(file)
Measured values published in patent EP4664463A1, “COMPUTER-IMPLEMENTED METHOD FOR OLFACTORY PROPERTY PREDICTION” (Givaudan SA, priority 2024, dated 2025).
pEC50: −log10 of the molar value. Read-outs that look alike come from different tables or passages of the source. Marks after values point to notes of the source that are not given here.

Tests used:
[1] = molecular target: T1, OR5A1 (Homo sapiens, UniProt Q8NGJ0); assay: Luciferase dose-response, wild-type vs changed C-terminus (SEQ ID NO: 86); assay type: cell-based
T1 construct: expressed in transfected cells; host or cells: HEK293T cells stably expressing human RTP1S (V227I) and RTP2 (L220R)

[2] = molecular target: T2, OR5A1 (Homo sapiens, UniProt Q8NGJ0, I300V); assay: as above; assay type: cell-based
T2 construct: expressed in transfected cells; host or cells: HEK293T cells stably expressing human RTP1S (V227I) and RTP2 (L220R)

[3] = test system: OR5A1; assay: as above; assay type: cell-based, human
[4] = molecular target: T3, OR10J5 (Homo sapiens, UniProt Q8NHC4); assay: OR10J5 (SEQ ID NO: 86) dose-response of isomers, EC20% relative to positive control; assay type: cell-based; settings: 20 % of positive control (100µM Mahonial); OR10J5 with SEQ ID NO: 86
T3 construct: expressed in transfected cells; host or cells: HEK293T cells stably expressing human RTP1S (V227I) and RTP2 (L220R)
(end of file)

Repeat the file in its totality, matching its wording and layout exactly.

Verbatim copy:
Measured values published in patent EP4664463A1, “COMPUTER-IMPLEMENTED METHOD FOR OLFACTORY PROPERTY PREDICTION” (Givaudan SA, priority 2024, dated 2025).
pEC50: −log10 of the molar value. Read-outs that look alike come from different tables or passages of the source. Marks after values point to notes of the source that are not given here.

Tests used:
[1] = molecular target: T1, OR5A1 (Homo sapiens, UniProt Q8NGJ0); assay: Luciferase dose-response, wild-type vs changed C-terminus (SEQ ID NO: 86); assay type: cell-based
T1 construct: expressed in transfected cells; host or cells: HEK293T cells stably expressing human RTP1S (V227I) and RTP2 (L220R)

[2] = molecular target: T2, OR5A1 (Homo sapiens, UniProt Q8NGJ0, I300V); assay: as above; assay type: cell-based
T2 construct: expressed in transfected cells; host or cells: HEK293T cells stably expressing human RTP1S (V227I) and RTP2 (L220R)

[3] = test system: OR5A1; assay: as above; assay type: cell-based, human
[4] = molecular target: T3, OR10J5 (Homo sapiens, UniProt Q8NHC4); assay: OR10J5 (SEQ ID NO: 86) dose-response of isomers, EC20% relative to positive control; assay type: cell-based; settings: 20 % of positive control (100µM Mahonial); OR10J5 with SEQ ID NO: 86
T3 construct: expressed in transfected cells; host or cells: HEK293T cells stably expressing human RTP1S (V227I) and RTP2 (L220R)